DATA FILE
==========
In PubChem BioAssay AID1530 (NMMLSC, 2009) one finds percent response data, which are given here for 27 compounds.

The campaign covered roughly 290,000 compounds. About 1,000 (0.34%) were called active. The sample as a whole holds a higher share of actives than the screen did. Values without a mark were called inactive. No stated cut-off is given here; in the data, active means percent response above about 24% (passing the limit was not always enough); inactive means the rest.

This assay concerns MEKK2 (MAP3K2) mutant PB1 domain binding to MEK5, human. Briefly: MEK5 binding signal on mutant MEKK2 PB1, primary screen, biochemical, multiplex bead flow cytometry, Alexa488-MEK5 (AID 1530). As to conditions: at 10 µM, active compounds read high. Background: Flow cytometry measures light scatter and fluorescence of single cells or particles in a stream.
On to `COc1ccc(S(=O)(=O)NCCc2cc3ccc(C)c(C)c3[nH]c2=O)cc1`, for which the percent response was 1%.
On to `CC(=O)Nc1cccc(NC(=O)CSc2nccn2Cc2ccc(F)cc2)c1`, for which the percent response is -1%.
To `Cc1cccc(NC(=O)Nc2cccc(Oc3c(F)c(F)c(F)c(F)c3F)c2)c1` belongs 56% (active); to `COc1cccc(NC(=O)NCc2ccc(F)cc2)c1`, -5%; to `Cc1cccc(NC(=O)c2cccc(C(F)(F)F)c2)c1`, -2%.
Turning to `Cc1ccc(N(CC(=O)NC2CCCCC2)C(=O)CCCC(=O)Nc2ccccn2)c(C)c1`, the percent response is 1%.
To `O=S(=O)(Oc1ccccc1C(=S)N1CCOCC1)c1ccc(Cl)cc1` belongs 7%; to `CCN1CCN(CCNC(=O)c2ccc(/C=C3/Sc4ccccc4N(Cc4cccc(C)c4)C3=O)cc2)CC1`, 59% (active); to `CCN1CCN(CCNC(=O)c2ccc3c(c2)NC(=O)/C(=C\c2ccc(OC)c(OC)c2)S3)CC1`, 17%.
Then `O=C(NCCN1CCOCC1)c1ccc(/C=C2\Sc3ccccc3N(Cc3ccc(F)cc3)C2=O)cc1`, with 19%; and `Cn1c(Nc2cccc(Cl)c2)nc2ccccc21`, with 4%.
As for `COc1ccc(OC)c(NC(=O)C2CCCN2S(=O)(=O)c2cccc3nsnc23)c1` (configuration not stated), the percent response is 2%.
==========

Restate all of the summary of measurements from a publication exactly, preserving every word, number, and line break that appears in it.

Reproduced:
In PubChem BioAssay AID1530 (NMMLSC, 2009) one finds percent response data, which are given here for 27 compounds.

The campaign covered roughly 290,000 compounds. About 1,000 (0.34%) were called active. The sample as a whole holds a higher share of actives than the screen did. Values without a mark were called inactive. No stated cut-off is given here; in the data, active means percent response above about 24% (passing the limit was not always enough); inactive means the rest.

This assay concerns MEKK2 (MAP3K2) mutant PB1 domain binding to MEK5, human. Briefly: MEK5 binding signal on mutant MEKK2 PB1, primary screen, biochemical, multiplex bead flow cytometry, Alexa488-MEK5 (AID 1530). As to conditions: at 10 µM, active compounds read high. Background: Flow cytometry measures light scatter and fluorescence of single cells or particles in a stream.
On to `COc1ccc(S(=O)(=O)NCCc2cc3ccc(C)c(C)c3[nH]c2=O)cc1`, for which the percent response was 1%.
On to `CC(=O)Nc1cccc(NC(=O)CSc2nccn2Cc2ccc(F)cc2)c1`, for which the percent response is -1%.
To `Cc1cccc(NC(=O)Nc2cccc(Oc3c(F)c(F)c(F)c(F)c3F)c2)c1` belongs 56% (active); to `COc1cccc(NC(=O)NCc2ccc(F)cc2)c1`, -5%; to `Cc1cccc(NC(=O)c2cccc(C(F)(F)F)c2)c1`, -2%.
Turning to `Cc1ccc(N(CC(=O)NC2CCCCC2)C(=O)CCCC(=O)Nc2ccccn2)c(C)c1`, the percent response is 1%.
To `O=S(=O)(Oc1ccccc1C(=S)N1CCOCC1)c1ccc(Cl)cc1` belongs 7%; to `CCN1CCN(CCNC(=O)c2ccc(/C=C3/Sc4ccccc4N(Cc4cccc(C)c4)C3=O)cc2)CC1`, 59% (active); to `CCN1CCN(CCNC(=O)c2ccc3c(c2)NC(=O)/C(=C\c2ccc(OC)c(OC)c2)S3)CC1`, 17%.
Then `O=C(NCCN1CCOCC1)c1ccc(/C=C2\Sc3ccccc3N(Cc3ccc(F)cc3)C2=O)cc1`, with 19%; and `Cn1c(Nc2cccc(Cl)c2)nc2ccccc21`, with 4%.
As for `COc1ccc(OC)c(NC(=O)C2CCCN2S(=O)(=O)c2cccc3nsnc23)c1` (configuration not stated), the percent response is 2%.